WITH the current strains on our budget, city government is understandably focused on maintaining the most essential services.

But we also need to keep improving our quality of life, and to keep fostering innovation by city agencies.

That’s where public-private partnerships make a big difference.

Everyone talks about encouraging the private sector to do more in the public arena.

We make it happen.

For nine years, we’ve created such partnerships to do everything from plant one million new trees to train the next generation of school principals.

And last week we saw two good examples of what such partnerships can achieve, in communities where they’ll have a big positive impact.

On Wednesday, we broke ground for a new home for the Promise Academy — an outstanding public charter school overseen by a nationally renowned education reform group, the Harlem Children’s Zone.

By late next year, some 1,300 of the school’s students — from kindergartners straight through high school seniors — will be in a state-of-the-art school building that will give them the modern classrooms, gyms, labs and libraries they need.

What’s more, the school is going up in the heart of one of our city’s major public housing developments: Saint Nicholas Houses.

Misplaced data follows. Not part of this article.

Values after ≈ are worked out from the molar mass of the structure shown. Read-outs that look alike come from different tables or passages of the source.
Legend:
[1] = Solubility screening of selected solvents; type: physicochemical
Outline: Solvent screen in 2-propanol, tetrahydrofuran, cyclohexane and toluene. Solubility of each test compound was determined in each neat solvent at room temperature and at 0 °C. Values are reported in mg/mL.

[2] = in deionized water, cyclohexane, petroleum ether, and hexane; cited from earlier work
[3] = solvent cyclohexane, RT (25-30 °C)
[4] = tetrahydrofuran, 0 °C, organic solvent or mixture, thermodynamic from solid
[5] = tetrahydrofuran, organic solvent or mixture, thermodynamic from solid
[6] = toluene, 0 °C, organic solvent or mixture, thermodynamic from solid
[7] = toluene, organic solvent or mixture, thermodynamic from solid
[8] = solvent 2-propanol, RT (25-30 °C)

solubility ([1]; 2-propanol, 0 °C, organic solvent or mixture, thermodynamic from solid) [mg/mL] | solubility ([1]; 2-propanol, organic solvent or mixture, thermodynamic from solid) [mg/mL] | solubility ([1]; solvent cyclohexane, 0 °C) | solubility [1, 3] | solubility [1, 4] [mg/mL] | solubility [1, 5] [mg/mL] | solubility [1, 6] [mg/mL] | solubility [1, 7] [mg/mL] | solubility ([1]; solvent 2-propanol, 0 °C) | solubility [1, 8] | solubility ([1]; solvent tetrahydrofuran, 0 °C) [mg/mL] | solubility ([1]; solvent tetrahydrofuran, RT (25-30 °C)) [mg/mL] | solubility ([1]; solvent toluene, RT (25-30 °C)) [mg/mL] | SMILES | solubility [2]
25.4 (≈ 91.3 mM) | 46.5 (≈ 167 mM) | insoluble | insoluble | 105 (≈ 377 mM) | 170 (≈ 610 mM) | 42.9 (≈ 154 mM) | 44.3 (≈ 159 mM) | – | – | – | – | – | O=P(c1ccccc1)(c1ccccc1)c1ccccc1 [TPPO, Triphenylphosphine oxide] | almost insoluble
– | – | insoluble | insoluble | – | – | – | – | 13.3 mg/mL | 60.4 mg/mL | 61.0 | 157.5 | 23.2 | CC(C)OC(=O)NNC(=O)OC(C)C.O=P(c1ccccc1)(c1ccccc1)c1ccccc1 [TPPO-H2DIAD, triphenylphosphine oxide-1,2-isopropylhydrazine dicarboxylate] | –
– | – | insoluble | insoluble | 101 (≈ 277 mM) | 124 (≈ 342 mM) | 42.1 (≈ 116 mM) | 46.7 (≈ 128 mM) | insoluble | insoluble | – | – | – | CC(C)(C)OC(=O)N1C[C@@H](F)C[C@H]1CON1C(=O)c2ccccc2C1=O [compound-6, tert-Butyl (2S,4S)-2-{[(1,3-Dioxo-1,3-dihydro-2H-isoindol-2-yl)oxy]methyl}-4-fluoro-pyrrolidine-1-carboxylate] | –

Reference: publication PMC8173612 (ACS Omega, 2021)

And the residents are going to see big benefits.

Building, maintaining and staffing the school is going to produce jobs for qualified Saint Nicholas residents.

More of their kids will become Promise Academy students.

The steady, daily flow of pedestrian traffic to and from the school will also create a livelier and safer environment for the entire community.

And the school and the benefits it will generate are the direct result of generous contributions from two of the city’s major private sector employers: The charitable arm of Goldman Sachs & Company; and Google.

The city’s neighborhood cultural institutions also create jobs and business activity and improve the quality of life in all five boroughs.

One of the most important of them is the Bronx Council on the Arts.

The city has long provided the Council with public dollars — funds it in turn distributes as competitive grants to more than 300 neighborhood cultural groups and some 6,500 artists across the borough.

And now thanks to Chase, the Council is getting a new home that’s more than twice the size of the space it currently occupies.

This gift, valued at $850,000, of a former branch bank building is not only going to allow the Council to greatly expand its operations.

Once it’s up and running, it’s also going to boost the ongoing revival of commerce and shopping in the Westchester Square neighborhood.

Good corporate citizens understand that giving back to our city is just smart business.

It helps them attract the most talented, committed employees.

It improves the communities in which they operate.

And private dollars allow city agencies to try out promising innovations that could benefit everyone, but that without such support might never see the light of day.

So when private businesses and city government team up as partners, the real winners are the taxpayers of New York.

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